But none give as much as those refugees who themselves minister to the sick, the wounded and to others in distress.
Since the deportations began on 25 March, dozens of doctors, nurses and assorted helpers expelled at gunpoint from their homes in Kosovo have returned to work, manning the medical tents raised around Kukes by the big agencies, or the clinics set up in decrepit public buildings.
The Sun even tried to buy one of these quiet heroes - Dr Flori Bakalli, who sprang to fame by treating a 10-year-old boy who survived a massacre in Kosovo.
"They wanted me to keep it a secret, but I said I had already told the story to all the other journalists," Dr Bakalli said with a grin. Dr Bakalli was on duty in casualty at the state hospital in Djakovica, in western Kosovo, when the Nato air strikes began.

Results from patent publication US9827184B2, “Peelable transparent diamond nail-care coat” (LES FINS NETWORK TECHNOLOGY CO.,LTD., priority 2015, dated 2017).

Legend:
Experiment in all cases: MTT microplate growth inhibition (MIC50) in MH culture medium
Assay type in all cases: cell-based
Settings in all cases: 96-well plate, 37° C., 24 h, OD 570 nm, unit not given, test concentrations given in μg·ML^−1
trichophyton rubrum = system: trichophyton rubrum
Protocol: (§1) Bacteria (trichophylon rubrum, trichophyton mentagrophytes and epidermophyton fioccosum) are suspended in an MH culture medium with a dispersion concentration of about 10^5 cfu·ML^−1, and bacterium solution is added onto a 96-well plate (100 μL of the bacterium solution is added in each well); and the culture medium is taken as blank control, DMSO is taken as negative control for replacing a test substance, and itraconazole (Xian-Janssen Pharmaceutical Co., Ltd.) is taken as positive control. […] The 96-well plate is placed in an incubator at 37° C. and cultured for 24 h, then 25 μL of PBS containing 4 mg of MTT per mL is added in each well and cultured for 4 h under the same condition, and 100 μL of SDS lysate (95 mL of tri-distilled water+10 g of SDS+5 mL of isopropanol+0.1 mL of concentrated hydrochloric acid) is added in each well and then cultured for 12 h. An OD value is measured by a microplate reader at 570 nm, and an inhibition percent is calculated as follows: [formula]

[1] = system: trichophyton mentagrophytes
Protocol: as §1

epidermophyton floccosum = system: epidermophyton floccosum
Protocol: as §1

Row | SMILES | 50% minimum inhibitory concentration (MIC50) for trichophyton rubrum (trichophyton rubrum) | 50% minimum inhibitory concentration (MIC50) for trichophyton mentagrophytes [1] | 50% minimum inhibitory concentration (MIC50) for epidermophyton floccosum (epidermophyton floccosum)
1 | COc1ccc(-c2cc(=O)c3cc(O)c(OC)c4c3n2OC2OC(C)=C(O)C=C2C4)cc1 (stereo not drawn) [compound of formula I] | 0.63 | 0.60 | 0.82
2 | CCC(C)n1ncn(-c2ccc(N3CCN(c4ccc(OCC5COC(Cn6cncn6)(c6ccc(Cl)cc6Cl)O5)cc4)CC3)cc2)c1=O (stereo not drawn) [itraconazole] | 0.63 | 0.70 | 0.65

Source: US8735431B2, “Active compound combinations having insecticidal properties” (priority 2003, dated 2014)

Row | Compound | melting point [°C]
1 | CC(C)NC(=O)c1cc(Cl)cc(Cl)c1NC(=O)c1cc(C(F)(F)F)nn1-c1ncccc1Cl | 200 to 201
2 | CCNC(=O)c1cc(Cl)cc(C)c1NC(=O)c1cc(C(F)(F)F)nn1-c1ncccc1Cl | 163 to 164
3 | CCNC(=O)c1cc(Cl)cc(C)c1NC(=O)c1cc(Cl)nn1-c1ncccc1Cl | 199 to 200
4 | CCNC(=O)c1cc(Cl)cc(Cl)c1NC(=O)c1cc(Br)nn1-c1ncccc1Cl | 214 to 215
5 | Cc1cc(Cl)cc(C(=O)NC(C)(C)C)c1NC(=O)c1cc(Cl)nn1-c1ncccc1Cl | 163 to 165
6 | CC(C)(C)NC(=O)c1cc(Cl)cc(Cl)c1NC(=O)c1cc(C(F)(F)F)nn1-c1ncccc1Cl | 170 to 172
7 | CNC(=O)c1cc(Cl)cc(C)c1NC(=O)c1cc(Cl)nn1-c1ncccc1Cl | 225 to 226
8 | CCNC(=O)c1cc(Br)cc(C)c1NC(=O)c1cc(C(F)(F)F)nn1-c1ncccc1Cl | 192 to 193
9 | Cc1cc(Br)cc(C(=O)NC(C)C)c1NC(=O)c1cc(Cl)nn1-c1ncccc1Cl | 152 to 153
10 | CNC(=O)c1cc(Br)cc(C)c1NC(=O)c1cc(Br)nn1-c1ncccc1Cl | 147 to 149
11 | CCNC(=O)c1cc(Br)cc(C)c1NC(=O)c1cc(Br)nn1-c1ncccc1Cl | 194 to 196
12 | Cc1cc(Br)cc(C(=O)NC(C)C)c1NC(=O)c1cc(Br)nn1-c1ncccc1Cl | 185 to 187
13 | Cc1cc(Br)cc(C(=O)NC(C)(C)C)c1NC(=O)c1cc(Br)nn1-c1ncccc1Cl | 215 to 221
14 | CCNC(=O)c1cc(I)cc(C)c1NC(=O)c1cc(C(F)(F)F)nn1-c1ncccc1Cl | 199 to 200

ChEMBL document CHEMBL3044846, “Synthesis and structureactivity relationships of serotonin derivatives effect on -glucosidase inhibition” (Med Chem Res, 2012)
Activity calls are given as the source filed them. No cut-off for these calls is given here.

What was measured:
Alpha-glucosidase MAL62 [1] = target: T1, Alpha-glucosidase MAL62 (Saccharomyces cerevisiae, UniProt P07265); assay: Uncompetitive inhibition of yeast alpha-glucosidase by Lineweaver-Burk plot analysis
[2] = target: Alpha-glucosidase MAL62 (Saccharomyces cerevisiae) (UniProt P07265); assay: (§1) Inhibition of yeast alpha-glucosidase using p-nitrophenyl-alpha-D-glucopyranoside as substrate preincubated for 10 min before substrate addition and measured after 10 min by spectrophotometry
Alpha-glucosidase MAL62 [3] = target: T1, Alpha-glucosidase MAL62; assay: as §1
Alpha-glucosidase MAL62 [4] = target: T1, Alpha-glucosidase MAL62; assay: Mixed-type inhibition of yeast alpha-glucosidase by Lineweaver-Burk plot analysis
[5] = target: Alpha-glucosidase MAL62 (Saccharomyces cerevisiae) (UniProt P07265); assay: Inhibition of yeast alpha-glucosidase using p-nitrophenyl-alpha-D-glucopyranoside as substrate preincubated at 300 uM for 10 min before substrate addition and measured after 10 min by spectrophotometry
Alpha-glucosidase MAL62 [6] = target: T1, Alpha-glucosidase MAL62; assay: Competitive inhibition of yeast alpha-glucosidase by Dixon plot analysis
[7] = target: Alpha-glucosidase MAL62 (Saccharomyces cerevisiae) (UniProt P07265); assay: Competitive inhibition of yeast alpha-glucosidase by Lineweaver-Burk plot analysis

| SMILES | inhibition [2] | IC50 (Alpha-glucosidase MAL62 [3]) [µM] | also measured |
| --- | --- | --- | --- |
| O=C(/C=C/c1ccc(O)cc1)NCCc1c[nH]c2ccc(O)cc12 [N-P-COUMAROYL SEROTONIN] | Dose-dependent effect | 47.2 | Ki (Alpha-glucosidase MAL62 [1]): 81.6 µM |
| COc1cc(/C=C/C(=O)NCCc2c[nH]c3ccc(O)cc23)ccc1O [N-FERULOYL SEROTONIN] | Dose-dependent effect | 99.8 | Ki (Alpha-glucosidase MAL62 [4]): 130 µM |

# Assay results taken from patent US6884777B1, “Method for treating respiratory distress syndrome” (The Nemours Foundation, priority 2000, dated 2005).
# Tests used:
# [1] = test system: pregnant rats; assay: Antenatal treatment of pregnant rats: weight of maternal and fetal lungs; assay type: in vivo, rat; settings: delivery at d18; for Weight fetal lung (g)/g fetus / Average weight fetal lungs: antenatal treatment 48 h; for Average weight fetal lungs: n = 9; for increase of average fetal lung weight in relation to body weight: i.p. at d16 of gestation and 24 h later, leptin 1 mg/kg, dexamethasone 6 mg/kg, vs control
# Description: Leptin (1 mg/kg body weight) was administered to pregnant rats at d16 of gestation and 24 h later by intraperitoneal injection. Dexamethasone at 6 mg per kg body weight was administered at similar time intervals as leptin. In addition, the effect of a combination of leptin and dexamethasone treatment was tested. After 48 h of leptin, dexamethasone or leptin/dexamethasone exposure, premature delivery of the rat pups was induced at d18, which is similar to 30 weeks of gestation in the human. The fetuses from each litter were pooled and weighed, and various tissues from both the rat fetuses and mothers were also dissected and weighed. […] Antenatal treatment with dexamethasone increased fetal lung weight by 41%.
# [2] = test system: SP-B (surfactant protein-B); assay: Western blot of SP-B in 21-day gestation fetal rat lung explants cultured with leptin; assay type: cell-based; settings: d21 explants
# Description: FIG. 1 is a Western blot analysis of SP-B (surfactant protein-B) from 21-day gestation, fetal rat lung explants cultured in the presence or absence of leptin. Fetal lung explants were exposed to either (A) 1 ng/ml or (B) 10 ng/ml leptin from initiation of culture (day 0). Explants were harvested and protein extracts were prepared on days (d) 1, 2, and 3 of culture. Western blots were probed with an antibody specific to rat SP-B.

Within days, he was forced out of the city with his wife and baby. "It was systematic. They had a plan of what to burn and when to burn it," he says.
But 24 hours after reaching Albania, he donned a Medecins du Monde vest and went back to the border, where the French-based aid body set up an emergency clinic in a couple of large white tents less than 200 yards from the Serbian guns. "I realised I could not live just like a refugee. And then it was for my baby, because we left the town without any money, nothing. And one reason was the people in need," Dr Bakalli says of his decision to work in Kukes.
It is also a distraction from the pain of memory. "I have no time to think about depression, no time to think about what happened then. I don't have time to talk to people from Kosovo about what happened," he said. "Maybe later I will realise."
Kenan Idrizaj, another Kosovar volunteer, has no medical training but says it is important that at least one Kosovar meets the newest, sickest refugees.
"Yesterday came one woman from Djakovica," he said. "I told her, I am like you, my house is burnt. She has the same pain and I know where to touch her. I am not a doctor, but our pain is the same."